Ahead of the official exhibition opening, Installation attended a preview of Pink Floyd: Their Mortal Remains – the latest music-related exhibition at London’s Victoria & Albert Museum to feature Sennheiser as audio partner. Like in 2013’s David Bowie Is, the company’s contribution is in two parts: it has created a 3D audio upmix of a classic recording, and it delivers a soundtrack to the exhibition. As you enter, you are given a body pack and headphones, and as you move around the exhibition space, the relevant audio fades in on the headphones – synced to any video that is playing.
The audio zone around each exhibit is bounded by a loop laid in the floor. As a visitor walks into the zone of an exhibit it triggers the transmission of the relevant audio stream. Audio is sent from media players to guidePORT transmitters – located in two control rooms that also house the central guidePORT PC – which send it to antennas in the ceiling and elsewhere. Small trigger units, placed near the exhibits, known as identifiers, tell the bodypacks which audio stream to receive or play.
Audio – in the form of music and interviews – brings another dimension to the exhibition, which is a chronological tour through the band’s career, from their origins in the psychedelic scene of the 1960s through to their mid-1990s albums The Division Bell and Pulse. A broad range of exhibits are on show: documents include early photographs, diaries, letters and contracts; there are also musical instruments, and audio technology, including the Quad Panner built for the band by Britannia Row to handle live quadraphonic sound. Pink Floyd’s visual identity is also given full rein – including classic cover artwork by Storm Thorgersen and Hipgnosis, and the inflatable characters, developed from Gerald Scarfe cartoons, that were used in the stage show of The Wall. There is also a 3D rendering of the iconic cover of the Dark Side of the Moon album, where a triangular prism diffracts a ray of white light into the colours of the spectrum.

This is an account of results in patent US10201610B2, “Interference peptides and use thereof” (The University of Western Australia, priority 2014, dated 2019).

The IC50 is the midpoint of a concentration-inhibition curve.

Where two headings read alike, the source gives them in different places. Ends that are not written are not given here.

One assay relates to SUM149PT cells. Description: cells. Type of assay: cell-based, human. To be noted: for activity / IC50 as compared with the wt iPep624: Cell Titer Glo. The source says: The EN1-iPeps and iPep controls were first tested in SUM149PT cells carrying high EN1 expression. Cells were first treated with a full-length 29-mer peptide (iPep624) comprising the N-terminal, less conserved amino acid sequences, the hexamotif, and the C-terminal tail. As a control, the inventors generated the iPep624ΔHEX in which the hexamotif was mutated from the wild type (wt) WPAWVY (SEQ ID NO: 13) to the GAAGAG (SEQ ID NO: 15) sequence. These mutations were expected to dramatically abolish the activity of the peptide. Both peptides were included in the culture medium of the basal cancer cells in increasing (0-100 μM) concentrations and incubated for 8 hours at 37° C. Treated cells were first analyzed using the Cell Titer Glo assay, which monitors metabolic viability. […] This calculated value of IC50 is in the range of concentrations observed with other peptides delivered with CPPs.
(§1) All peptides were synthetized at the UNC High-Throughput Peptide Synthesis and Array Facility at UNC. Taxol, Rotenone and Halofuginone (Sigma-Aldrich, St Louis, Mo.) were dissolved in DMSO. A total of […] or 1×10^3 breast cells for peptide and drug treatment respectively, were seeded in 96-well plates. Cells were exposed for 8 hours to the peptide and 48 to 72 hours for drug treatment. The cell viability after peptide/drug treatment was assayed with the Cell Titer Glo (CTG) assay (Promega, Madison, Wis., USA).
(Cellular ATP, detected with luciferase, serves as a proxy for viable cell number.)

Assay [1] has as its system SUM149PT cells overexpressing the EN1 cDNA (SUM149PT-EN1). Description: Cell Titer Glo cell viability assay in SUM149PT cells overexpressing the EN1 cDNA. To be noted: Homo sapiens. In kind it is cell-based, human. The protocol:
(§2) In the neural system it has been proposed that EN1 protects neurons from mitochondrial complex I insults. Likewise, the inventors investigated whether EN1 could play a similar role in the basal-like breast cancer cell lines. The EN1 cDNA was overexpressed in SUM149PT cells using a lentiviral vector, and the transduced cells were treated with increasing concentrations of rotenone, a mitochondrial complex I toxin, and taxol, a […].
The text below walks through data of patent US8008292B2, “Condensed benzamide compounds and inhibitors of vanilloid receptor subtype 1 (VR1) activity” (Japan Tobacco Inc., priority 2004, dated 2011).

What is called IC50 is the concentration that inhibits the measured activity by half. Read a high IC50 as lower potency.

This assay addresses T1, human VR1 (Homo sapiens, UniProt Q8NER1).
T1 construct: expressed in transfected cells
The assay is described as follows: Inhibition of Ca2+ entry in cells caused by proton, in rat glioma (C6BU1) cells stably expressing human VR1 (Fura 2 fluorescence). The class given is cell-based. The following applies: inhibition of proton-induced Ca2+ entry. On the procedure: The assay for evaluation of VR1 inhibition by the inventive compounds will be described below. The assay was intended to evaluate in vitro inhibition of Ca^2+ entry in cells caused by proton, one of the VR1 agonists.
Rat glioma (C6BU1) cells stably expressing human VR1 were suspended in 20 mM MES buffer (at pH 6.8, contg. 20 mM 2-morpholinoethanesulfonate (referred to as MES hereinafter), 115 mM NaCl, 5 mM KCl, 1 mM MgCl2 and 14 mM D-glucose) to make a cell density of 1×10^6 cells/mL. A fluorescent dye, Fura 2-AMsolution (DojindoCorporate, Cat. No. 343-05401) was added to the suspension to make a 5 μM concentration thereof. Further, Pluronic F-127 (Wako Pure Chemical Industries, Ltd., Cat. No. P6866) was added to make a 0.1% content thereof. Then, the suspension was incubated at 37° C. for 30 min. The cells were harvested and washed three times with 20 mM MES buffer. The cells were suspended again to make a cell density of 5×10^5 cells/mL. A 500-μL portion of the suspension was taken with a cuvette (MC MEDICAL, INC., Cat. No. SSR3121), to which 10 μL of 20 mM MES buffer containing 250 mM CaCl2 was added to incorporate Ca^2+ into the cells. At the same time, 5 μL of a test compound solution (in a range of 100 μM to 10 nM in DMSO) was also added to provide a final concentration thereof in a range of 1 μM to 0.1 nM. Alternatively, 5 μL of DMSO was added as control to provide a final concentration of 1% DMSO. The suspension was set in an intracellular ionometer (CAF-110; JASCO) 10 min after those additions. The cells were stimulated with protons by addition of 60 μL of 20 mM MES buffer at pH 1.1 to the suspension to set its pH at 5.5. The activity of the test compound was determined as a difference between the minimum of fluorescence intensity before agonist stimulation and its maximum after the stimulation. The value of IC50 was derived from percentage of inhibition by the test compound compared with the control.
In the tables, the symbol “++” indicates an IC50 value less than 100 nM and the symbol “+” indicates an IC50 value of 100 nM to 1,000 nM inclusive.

Dotted throughout the exhibition are telephone boxes decorated with newspapers, magazines and other printed media – giving a social historical context to the band’s catalogue.
Pink Floyd were renowned for being experimental in the recording studio. Visitors get the chance to appreciate the different elements of the song Money by playing with the levels of eight different channels: two guitars, bass, drums, keyboards, vocals, saxophone and cash register! A number of Formula Audio Que 18 mixers are provided for this purpose, with the output sent to the individual visitor’s headphones via guidePORT.
The climax of the show is a performance of Comfortably Numb from Live 8 in 2005, the last time the band played live. This has been upmixed by Sennheiser using its AMBEO technology to an 18.3 mix, and the feeling of immersion is increased by projection on all four walls of the room, and lighting that both adds to the live ambience and also at times nods to the liquid light shows that accompanied the band’s earliest performances.